Types of Steam Engine Models?

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Steam locomotives were once the primary mode of land transportation and have been replaced by diesel and electric locomotives. Model steam engines are collected and maintained by hobbyists, ranging in size from finger-width to carrying human passengers. Model railroaders build miniature trains and layouts, with standardized scales identified by letters. Live steam enthusiasts create models that actually run on steam. The most popular scale is HO, with garden railways being the largest. Live steam railroading has specialized magazines, websites, and conferences, and Walt Disney operated a famous live steam engine in the 1950s.

A steam locomotive is a steam-powered railway locomotive. Once the dominant type of locomotive, steam locomotives have been replaced by diesel and electric locomotives, but many still operate as part of innovative or nostalgic railway lines. There are also many types of model steam engines collected and maintained by hobbyists. These range in size from the width of a finger to trains so large they can carry human passengers. “Live steam” enthusiasts create models that actually run on steam, just as the original steam locomotives did.

The steam engine was developed during the 18th century industrial revolution. Steam trains were the primary mode of land transportation around the world throughout the 18th century. Even after the advent of the automobile, many steam engines ran well into the 20th century. By this time, train travel had developed a romantic image as a symbol of a simpler time. This contributed to the popularity of steam engine models and model railways in general.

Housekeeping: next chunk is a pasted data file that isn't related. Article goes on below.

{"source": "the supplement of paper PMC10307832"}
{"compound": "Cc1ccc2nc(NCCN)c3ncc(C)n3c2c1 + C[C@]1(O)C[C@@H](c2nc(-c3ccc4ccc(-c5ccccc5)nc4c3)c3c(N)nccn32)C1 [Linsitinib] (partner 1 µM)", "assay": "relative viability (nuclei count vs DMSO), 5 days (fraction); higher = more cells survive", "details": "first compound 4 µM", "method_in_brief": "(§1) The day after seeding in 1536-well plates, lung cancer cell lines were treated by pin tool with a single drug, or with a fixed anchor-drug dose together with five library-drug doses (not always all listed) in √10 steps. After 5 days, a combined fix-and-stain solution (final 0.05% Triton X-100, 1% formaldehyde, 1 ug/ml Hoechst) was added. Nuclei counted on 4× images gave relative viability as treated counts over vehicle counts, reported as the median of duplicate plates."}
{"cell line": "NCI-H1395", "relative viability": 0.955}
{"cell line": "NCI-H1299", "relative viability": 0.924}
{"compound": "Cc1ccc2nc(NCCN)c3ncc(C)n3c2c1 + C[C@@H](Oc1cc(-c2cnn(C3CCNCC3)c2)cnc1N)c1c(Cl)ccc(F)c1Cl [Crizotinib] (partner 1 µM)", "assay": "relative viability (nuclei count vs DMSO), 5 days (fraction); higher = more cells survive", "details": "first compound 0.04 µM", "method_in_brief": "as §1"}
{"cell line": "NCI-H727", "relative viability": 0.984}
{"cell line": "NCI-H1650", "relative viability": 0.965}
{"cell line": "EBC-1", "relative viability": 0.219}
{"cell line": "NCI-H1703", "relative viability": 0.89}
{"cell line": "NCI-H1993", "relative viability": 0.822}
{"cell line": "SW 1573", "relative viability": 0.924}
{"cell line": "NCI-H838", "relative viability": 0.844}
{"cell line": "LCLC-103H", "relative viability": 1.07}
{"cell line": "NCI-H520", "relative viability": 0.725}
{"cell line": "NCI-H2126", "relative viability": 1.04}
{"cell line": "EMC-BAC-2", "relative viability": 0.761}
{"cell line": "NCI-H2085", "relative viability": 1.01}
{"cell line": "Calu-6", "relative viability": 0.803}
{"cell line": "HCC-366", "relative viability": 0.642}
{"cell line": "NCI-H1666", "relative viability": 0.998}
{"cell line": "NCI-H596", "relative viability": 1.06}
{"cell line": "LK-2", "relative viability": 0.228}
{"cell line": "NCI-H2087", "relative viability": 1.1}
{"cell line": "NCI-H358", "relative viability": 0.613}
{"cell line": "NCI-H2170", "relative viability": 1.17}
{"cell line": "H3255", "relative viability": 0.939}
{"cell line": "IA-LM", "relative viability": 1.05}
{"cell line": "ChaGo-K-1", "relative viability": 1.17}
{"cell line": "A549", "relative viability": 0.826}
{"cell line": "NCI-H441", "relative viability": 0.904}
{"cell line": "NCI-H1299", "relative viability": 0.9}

Model railroaders, or model railroaders as they are known in many parts of the world, build, collect and operate miniature trains. Often, this involves creating vast sets, or layouts, for their trains to run in, including miniature cities, tunnels and natural environments. These hobbyists are so numerous that they have split into subgroups based on the size or scale of their trains. These are standardized and are often based on the width of their tracks, known as the gauge; each gauge or scale is identified by a letter or series of letters. While some of these steam engine models are actually powered by steam, others simulate the effect with electrical power and chemical smoke.

The most popular size with model railroaders around the world is HO scale, with trains smaller than a human hand. Other common scales for steam engine models are O, S, and Z, but these smaller scales, such as Z, often use simulated steam. At the larger end of the scale are the so-called garden railways and yard railways. Garden railways are so large that many hobbyists use entire yards or gardens for their layouts, but they are not large enough to carry human riders. Back rails, by contrast, can actually carry people, although they are much smaller than actual trains; both types can be powered by miniature steam engines.

The most realistic models of steam engines are known as “live steam” engines. Live Steam Enthusiasts are skilled train drivers, often building their own intricate and detailed steam trains. Live steam railroading is popular enough that it has specialized magazines, websites and conferences, separate from the wider world of model railways. One of the most famous live steam engines was operated by director Walt Disney at his California home in the 1950s. Disney later built a narrow gauge railway to transport visitors to its Disneyland theme park; as a slightly smaller but otherwise fully functional train, this could be considered a very large model steam engine.

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